And I will add, building on GreenMeansGo's comment, when I see disruptive editors seeking to add post-1932 U.S. politics sourced to Russia Today or Sputnik, I do begin to wonder. And when those editors make awkward, unsolicited references to being American when no one ever asked them about their nationality, that makes me wonder even more. R2 (bleep) 06:24, 10 March 2019 (UTC)
  • Response. R2, to answer your original question: Wikipedia:Administrators' noticeboard/IncidentArchive1002#Editor with ties to Russian government. Yes, that was one specific editor, but it contains some more information about the problem. This link contains some really good reading for any interested. The problem is not isolated to Russian state contractors. –MJLTalk 20:58, 10 March 2019 (UTC)
  • This is a relevant Wall Street Journal story from last month about how Russian disinformation trolls used Wikipedia in conjunction with Twitter and Tumblr to promote fake news in 2015. They created a hoax story about a food poisoning attack in New York, then created a Wikipedia page about it (2015 New York poisoned turkey incident), then tweeted about it thousands of times. Fortunately the WP hoax page was spotted by WilliamJE and speedy deleted. I don't know how he spotted it. 4 sockpuppets were detected and blocked. Interestingly, the 4 socks were created during the same 2-day span (May 20-21, 2015) but had very different editing patterns before being caught. None did any POV pushing that I could find. One of them, Jenniohra (talk · contribs · deleted contribs · logs · edit filter log · block user · block log), did a fair amount of editing relating to American white supremacists. R2 (bleep) 18:49, 11 March 2019 (UTC)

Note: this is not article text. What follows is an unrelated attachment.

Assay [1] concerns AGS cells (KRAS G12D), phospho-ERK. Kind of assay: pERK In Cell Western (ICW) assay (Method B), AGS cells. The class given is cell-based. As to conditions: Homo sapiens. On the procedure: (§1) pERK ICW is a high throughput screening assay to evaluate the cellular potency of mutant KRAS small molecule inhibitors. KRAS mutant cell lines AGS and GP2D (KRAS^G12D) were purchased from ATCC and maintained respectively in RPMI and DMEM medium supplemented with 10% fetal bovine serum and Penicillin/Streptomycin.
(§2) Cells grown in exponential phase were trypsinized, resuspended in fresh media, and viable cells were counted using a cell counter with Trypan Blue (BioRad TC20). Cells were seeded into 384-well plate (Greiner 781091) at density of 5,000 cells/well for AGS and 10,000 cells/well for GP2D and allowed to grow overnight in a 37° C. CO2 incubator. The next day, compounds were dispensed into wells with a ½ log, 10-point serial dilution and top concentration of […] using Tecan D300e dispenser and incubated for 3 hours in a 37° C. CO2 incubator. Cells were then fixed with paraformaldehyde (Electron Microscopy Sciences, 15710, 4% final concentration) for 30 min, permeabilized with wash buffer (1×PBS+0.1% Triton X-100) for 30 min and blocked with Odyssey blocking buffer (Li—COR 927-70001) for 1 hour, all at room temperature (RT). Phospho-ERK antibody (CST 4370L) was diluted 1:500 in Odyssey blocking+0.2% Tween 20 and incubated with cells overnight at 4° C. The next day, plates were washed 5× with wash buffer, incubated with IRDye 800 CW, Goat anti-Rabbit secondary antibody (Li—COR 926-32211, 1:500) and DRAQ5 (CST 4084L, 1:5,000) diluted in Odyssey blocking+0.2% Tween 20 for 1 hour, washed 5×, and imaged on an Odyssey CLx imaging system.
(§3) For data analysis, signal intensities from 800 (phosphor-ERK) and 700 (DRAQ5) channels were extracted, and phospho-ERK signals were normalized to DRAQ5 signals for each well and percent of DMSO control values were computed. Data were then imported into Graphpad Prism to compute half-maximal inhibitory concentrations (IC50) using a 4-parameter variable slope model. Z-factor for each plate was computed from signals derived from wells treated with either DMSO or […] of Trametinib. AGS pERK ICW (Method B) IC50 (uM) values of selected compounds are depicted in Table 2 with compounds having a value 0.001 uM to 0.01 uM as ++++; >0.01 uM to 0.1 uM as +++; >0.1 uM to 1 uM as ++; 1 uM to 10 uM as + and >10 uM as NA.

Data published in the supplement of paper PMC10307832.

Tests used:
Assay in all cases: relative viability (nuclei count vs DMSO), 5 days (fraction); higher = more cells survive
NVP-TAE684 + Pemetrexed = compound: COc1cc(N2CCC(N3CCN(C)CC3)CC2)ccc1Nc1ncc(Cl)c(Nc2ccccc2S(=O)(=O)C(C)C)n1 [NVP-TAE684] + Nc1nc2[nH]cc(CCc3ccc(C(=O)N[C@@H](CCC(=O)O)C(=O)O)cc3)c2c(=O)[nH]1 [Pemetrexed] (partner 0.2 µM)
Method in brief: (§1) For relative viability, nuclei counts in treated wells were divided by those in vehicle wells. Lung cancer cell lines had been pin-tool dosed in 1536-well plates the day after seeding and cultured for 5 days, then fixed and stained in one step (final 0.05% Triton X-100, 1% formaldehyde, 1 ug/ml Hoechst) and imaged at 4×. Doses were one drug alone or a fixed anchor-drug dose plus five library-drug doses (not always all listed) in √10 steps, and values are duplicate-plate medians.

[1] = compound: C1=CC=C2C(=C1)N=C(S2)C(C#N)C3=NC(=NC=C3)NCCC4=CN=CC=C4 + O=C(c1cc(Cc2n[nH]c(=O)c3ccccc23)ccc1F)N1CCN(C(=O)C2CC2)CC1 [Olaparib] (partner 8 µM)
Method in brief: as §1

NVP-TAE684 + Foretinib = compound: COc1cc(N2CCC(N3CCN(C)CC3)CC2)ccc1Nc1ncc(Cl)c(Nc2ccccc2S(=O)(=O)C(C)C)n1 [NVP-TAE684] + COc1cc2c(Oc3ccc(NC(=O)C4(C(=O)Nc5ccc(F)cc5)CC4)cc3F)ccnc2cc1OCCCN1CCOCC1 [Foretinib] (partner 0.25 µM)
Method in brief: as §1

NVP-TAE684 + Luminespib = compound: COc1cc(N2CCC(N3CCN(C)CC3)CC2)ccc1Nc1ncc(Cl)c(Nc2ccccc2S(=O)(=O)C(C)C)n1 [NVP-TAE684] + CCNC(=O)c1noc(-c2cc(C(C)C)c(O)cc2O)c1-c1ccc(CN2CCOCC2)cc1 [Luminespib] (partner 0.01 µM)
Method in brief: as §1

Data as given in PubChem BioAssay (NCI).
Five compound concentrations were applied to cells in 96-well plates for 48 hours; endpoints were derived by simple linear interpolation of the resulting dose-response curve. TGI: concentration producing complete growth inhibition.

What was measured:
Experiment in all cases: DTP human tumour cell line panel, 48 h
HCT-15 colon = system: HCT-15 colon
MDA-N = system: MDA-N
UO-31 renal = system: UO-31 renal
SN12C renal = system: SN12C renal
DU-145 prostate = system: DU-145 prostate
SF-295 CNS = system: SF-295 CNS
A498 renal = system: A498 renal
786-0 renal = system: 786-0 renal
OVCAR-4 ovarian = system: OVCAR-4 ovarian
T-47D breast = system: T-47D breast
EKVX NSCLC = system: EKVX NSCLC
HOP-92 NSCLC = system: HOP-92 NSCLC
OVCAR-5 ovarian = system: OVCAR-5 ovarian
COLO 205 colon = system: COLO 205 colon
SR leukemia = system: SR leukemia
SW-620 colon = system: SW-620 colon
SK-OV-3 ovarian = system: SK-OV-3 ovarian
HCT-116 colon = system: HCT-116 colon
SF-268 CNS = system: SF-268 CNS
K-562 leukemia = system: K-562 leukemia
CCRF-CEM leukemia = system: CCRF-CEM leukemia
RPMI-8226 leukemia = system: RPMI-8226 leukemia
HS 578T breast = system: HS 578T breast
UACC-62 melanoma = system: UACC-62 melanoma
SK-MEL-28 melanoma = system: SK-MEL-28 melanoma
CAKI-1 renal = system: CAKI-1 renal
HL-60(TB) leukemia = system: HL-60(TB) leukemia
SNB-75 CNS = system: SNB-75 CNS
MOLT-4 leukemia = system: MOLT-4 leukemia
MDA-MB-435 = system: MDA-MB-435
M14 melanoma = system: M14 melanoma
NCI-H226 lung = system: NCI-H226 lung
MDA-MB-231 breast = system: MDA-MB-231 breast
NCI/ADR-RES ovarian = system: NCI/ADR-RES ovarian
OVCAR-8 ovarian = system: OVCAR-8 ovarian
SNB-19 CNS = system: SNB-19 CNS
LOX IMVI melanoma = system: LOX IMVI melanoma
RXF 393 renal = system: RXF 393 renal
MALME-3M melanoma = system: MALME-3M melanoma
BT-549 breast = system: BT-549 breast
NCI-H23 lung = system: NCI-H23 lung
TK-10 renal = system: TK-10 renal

• I don't recall at all why I smelled a hoax. It could have been the article's poor sourcing and the fact no Mainstream media (MSM) was picking it up. I worked for a MSM outlet for a while. Maybe it has given me a stronger bullshit detector. Here[13]and here[14] I found WP articles, including a GA, with serious misinformation/errors in them. I call it 'bullshit with a reference' pardon my French.
Anyway, if any administrator sees this I wouldn't mind getting a copy of that deleted article in order to further jog my memory. Thanks in advance....William, is the complaint department really on the roof? 21:13, 11 March 2019 (UTC)
I'd like to see its edit history as well. R2 (bleep) 17:00, 13 March 2019 (UTC)
Ahrtoodeetoo, CambridgeBayWeather restored it at User:WilliamJE/Hoax. Galobtter (pingó mió) 05:37, 14 March 2019 (UTC)
  • Wikipedia:Disinformation -- GreenC 20:16, 11 March 2019 (UTC)